From one of many of the books I have accumulated on love comes the following advice:

What does the one you love really want from you? The answer is “you”. So that’s what you ought to give. “You”, in your own style and own words. Don’t try to write like a poet, unless that’s what you really want to do. The point is, you don’t have to write like a poet to say what you want to say, nor is that the standard you will be judged by.

What you will be judged by is feeling, thoughtfulness, enthusiasm and, most of all, sincerity. Could any poet convey those qualities to the one you love better than you? Not Shakespeare himself!

Letting go of your inhibitions will add immeasurably to the enthusiasm that you feel and transmit. And in communication, enthusiasm is as contagious as it is credible. The real you, and the assurance that you love him or her in your own way, in your own words. That’s what he or she wants to hear and see from you. Nothing more, nothing less.

Remember too, you are writing to only one person who is not going to judge you like an English teacher, because that person is your most understanding friend and is interested in one thing: to know how you feel about her or him, in your own words.

How can you lose? Your audience is totally on your side, and all it wants is what you and you alone are capable of delivering. An honest expression of your love that will be as individual as your fingerprint. From “You Don’t Have To Be A Poet To Put Your Love Into Words” by James D. Donovan

With great gratitude I say, “I am deeply grateful for the ability to love and can be loved”. My openness for love is a gift that goes against the grain of age. I am thankful for that.

In the one we love, we find our second self.
Love is the beauty of the soul.
To love abundantly is to live abundantly,
to love forever is to live forever.
There is exquisite beauty in the heart that cares and loves.
Love believes all things, hopes all things, endures all things.

First posted here on October 17, 2012

Wind in the Trees


I find what I go looking for. What I expect seems to manifest itself before me with great frequency. My thoughts shape my life more than any other single factor. Today I feel great and am loving life. With that spirit I choose to begin my day with a thought by Henry Drummond:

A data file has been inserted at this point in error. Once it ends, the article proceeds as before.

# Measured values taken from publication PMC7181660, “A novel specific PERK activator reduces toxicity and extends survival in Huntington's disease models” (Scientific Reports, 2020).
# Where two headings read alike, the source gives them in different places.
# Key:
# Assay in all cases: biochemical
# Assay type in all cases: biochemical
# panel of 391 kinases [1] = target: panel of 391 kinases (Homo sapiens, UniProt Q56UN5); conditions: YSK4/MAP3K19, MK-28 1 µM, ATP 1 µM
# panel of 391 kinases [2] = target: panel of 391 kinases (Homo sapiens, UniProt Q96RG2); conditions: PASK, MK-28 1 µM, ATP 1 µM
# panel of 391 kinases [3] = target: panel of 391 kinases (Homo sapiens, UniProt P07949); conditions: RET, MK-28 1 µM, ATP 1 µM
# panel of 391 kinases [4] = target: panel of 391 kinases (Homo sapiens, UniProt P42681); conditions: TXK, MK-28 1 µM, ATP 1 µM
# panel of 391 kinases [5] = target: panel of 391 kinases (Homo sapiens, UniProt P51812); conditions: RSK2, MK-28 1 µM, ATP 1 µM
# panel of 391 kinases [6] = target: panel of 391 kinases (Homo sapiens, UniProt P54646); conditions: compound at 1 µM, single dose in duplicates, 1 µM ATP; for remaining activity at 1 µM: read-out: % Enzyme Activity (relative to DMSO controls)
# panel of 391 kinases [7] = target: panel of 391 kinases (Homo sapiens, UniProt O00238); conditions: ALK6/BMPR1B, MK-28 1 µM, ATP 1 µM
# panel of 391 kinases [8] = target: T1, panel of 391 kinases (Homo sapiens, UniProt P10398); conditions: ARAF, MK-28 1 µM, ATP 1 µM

…to love abundantly is to live abundantly, and to love forever is to live forever…

With intention I hope to be more aware today than usual and live closely to the ending passage from the book “Contemplate” by Gwen Frostic, punctuated just as she originally wrote and published it:

Savor each moment of beauty –
The majestic – – and the simple . . .

Listen to silence – – –
that in itself
renders all words meaningless . . . . .

Feel the wind in the trees – – –
The ebb and flow of the tides – – –
Wild wings soaring high – – –
– – – the timeless rhythm of life . . . . .

Dream of stars shining over head – – –
– – of the mystic kinship
that underlies all life . . . . .

Keep a sense of wonder –
and of awe – – – –
– – – – forever

Some mornings I am nearly overtaken with gratefulness to be alive. I relish those days when I begin well and know whatever comes, it will be an outstanding day. What  joy to be conscious and able to witness and experience all I will get to smell, feel, hear, taste and see! Come pain or pleasure, trouble or ease, happiness or grief… it will be a good day. I am grateful to be alive!

You will find as you look back upon your life
that the moments when you have truly lived
are the moments when you have done things
in the spirit of love.
Henry Drummond

First posted here on August 28, 2012

13 Things Mentally Strong People Don’t Do

mountain roadMentally strong people have healthy habits. They manage their emotions, thoughts, and behaviors in ways that set them up for success in life. Check out these things that mentally strong people don’t do so that you too can become more mentally strong.

Text of article removed by request by original author. Go to link below to view.

Taken from an article by Amy Morin http://www.lifehack.org/articles/communication/13-things-mentally-strong-people-dont.html

I am grateful for the reminder to practice what I already know. It is not the knowing that matters. It’s the doing!

I have a simple philosophy:
Fill what’s empty.
Empty what’s full.
Scratch where it itches.
Alice Roosevelt Longworth

The Pain to Stay the Same